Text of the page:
Philadelphia Yearly Meeting of the Religious Society of Friends. Indian Committee
Found in 7 Collections and/or Records:
Abstract Theodore Hetzel (1906-1990) was a Quaker professor of engineering at Haverford College in Haverford, Pennsylvania whose interests led him to involvement with Native American and Quaker issues. An avid photographer, the materials in this collection are primarily photographic, as well as correspondence and documents.
Abstract The Sarah Cooper Tatum Hilles family papers house the correspondence of a Quaker family who lived in Philadelphia, Pennsylvania; Woodbury, New Jersey; Wilmington, Delaware; and other surrounding areas from approximately 1840 to 1882. A majority of the letters were written to or by Sarah Cooper Tatum Hilles; her husband, John Smith Hilles; and other Tatum or Hilles family members. There is a small sampling of assorted family papers, dating from 1825 to 1901. Included, among other items, are...
Scope and Contents The records of the Indian Committee include minutes, financial materials, correspondence, reports, journals, scrapbooks, papers, maps, lists, transcripts, miscellaneous projects, published items, film, video and other material. Major topics discussed in the records include Friends' 18th and 19th century visits to various First Nations peoples (Oneida people, Genesanguhta people, Stockbridge people, for example), the settlement at Tunesassa and later boarding school (Friends Indian School), the...
Overview Halliday Jackson (1771-1835) was a Quaker minister from New Garden and Darby, Pa.. From 1798 to 1800 he joined the Quaker mission to the Seneca Indians organized by the Indian Committee of Philadelphia Yearly Meeting. Shortly after his return from the mission to the Seneca, Halliday Jackson married Jane Hough and moved to Darby, Pa. Following Jane's death in 1830, Halliday Jackson remarried in 1833 to Ann P. Paschall (1792-1874), also a Quaker minister. These records contain documents relating...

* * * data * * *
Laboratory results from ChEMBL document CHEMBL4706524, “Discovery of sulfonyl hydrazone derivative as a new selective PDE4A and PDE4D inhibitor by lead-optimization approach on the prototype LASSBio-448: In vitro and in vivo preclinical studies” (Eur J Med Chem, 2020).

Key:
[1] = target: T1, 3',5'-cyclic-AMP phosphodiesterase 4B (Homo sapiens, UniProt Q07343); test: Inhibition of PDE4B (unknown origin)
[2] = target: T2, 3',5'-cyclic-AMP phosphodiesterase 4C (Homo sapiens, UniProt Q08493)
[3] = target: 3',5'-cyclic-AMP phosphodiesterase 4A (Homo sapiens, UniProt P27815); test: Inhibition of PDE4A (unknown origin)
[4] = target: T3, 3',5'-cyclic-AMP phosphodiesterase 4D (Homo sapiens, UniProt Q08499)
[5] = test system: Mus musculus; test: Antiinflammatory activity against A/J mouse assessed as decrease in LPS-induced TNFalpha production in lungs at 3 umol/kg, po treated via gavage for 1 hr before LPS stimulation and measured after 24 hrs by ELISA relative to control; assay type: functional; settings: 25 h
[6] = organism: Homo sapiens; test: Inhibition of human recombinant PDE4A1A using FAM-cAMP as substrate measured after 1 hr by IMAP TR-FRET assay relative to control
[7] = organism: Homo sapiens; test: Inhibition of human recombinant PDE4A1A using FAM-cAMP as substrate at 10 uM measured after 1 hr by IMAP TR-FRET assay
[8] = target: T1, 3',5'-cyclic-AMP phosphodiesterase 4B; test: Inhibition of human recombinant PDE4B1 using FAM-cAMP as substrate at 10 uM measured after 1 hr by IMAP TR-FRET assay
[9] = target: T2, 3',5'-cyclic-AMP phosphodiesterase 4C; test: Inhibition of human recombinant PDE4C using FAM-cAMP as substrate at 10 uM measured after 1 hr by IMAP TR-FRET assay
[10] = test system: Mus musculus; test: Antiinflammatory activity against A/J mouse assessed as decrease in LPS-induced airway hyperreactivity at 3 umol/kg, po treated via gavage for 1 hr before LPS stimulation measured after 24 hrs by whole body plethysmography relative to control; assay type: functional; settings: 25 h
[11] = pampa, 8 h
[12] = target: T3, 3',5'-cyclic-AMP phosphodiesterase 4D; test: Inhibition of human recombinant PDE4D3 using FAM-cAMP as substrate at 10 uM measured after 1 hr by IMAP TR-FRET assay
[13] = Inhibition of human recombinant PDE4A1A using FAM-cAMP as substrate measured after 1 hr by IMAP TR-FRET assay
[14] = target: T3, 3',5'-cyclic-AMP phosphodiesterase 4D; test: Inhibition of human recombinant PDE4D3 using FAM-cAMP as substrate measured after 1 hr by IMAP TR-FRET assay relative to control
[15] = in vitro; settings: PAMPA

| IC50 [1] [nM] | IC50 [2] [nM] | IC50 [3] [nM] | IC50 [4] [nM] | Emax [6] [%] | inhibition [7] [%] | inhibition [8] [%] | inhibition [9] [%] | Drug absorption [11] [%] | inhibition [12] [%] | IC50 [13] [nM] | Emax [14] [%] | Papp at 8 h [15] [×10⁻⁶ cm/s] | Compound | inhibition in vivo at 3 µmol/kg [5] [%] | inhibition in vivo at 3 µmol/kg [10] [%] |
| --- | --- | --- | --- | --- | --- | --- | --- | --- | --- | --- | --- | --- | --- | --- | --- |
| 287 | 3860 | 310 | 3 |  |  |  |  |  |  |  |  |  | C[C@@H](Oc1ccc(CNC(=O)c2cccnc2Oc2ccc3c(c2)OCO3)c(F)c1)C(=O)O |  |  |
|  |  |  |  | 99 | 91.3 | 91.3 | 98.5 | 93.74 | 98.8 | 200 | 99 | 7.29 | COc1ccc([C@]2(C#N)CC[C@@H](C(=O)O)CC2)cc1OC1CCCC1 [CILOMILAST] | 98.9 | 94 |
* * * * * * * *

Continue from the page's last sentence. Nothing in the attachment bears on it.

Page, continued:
Abstract This collection includes papers of Edith R. Solenberger, concerning her involvement in the Kinzua Project of the Indian Committee of Philadelphia Yearly Meeting. Included are letters regarding the Seneca Indians, and letters regarding their legal representation.
Overview The Female Society of Philadelphia for the Relief and Employment of the Poor was established in 1795 by Quaker Anne Parrish. The society's original mission was to provide relief and an opportunity for improvement in quality of life for women widowed by the Yellow Fever epidemic of 1793. The Female Society opened the House of Industry, where women were employed to sew and weave. The House of Industry was the Female Society's main focus until 1949, when new opportunities for women had begun to...
Abstract The Vaux family was deeply involved with Quaker and Native American affairs throughout much of the nineteenth and early 20th centuries. George Vaux, Sr. was involved in Quaker activity through the Philadelphia Yearly Meeting and other Quaker meetings throughout the world (including Antigua and London). Both George Vaux, Jr. and his sister Mary Morris Vaux Walcott served as commissioners for the U.S. Board of Indian Commissioners. This organization was established by the United States Congress...